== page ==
Worker’s Illness Shines Light on Pesticide Use

March 11th, 2004

To the Editor,

In most cases, employers and landlords have no duty to warn you of the impending use of dangerous airborne pesticides. While the plight of agricultural workers exemplifies this horror, most of us are at risk from the same products – some of which have been banned from production yet are allowed to be used around our homes, offices and schools until the existing stocks are depleted! The green light has even been given for the testing of these substances upon humans. Yes, there are people foolish enough to take a fee for swallowing poisons incompatible with our biochemistry, all for the sake of industries which cling to the unsafe technologies of a profitable past.

I lost my health and career as a speech pathologist and school administrator to pesticides used in a school setting. It happened just one year before New York passed a law mandating interested parties must be informed of pesticide use prior to applications in schools. The Congressional Agriculture Committee has thus far succeeded in keeping similar legislation from becoming effective nation wide, permitting many children and teachers to continue suffering toxic effects of chemicals. My own brain injury, including a 24 point loss in IQ scores, exemplifies the price paid by the more vulnerable among us in urban settings from agricultural poisons.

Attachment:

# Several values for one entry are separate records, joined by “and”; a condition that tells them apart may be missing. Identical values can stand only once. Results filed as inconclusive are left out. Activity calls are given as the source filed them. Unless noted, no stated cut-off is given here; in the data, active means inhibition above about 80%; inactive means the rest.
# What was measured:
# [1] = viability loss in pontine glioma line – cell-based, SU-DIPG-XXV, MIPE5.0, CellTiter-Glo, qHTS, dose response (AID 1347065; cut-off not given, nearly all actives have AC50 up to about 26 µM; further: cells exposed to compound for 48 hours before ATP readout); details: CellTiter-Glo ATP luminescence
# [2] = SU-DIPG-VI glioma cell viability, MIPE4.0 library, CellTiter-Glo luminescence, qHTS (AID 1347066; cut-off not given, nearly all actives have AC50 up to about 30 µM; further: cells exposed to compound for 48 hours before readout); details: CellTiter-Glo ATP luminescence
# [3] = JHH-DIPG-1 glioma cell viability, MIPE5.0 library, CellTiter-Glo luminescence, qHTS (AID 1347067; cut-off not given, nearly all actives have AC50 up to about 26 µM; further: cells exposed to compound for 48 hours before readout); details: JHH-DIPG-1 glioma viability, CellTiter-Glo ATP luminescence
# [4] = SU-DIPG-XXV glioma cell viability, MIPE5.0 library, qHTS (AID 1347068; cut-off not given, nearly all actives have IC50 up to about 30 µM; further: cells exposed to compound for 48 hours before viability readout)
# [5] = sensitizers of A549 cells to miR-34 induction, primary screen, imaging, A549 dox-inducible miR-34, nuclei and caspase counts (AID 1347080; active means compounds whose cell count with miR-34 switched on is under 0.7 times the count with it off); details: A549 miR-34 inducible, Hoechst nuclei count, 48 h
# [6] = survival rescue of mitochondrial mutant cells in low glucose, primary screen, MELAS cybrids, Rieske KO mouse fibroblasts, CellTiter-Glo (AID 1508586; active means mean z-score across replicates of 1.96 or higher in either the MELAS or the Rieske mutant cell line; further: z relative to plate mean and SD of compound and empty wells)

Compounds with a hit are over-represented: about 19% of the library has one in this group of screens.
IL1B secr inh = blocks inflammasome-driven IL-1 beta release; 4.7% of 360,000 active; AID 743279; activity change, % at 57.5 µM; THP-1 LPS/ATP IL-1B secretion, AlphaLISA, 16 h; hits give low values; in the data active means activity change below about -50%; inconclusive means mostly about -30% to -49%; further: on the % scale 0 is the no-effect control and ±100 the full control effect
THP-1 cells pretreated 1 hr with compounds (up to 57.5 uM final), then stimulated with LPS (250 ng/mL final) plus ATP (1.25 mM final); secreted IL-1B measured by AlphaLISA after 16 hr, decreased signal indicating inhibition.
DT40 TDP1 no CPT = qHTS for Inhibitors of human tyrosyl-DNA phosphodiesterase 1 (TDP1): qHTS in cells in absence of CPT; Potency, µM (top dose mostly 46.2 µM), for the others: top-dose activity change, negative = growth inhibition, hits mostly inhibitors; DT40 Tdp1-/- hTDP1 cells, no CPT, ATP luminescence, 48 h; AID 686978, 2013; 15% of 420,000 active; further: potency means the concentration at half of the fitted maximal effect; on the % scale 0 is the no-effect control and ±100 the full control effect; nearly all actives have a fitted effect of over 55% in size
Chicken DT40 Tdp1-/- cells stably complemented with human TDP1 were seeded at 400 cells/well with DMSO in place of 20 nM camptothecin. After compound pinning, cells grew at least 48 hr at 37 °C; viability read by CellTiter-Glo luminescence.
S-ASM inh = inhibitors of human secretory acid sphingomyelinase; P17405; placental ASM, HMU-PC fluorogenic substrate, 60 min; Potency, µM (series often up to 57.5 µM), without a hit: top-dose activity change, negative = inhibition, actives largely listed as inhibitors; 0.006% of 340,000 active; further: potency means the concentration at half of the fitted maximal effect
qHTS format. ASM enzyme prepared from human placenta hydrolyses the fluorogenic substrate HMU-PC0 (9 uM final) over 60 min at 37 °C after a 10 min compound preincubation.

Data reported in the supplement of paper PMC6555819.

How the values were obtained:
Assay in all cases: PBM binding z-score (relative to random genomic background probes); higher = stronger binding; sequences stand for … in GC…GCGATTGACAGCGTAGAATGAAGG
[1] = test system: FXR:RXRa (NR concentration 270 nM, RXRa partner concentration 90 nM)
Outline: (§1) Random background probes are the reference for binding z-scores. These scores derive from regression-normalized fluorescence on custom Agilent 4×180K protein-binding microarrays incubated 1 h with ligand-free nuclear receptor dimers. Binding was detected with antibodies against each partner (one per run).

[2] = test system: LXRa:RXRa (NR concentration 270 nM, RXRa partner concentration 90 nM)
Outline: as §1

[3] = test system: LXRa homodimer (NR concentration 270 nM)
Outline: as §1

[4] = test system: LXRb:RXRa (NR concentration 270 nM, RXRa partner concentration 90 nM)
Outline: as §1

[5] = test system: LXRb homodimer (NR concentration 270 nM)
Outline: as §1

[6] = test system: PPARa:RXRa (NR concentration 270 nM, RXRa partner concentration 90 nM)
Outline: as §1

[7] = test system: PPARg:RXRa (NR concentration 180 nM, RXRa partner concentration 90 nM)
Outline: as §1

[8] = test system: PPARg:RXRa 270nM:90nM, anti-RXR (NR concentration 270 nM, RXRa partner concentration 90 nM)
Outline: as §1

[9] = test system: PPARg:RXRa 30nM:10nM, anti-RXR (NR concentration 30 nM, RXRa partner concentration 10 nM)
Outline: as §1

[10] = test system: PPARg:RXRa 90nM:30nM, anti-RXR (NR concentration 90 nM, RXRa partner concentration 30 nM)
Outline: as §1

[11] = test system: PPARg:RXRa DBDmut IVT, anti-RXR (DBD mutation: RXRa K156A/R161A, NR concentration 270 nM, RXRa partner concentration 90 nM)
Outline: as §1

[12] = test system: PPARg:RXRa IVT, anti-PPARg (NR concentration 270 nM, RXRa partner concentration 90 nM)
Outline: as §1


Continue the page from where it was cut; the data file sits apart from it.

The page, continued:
Consumers need to take control of an industry bent upon wringing profits at any cost from an increasingly ill society.

— Advise your grocer that you wish to ensure your food purchases are not stored in areas where pesticide contamination is likely from spray applications. Buy organic whenever possible. Refrain from purchasing plants and flowers from sources using pesticides.

— Demand information concerning the use of pesticides in your own residence, school and place of business for the past year. You are legally entitled to information about past applications. Then compare dates and products used with your health history to discover if you appear vulnerable to the many adverse health effects listed on the product labels.

— Interview pesticide companies that are knowledgable in modern, nontoxic methods of pest control so you know who to call when pests become problematic.

Barbara Rubin

Categories: Miami Herald

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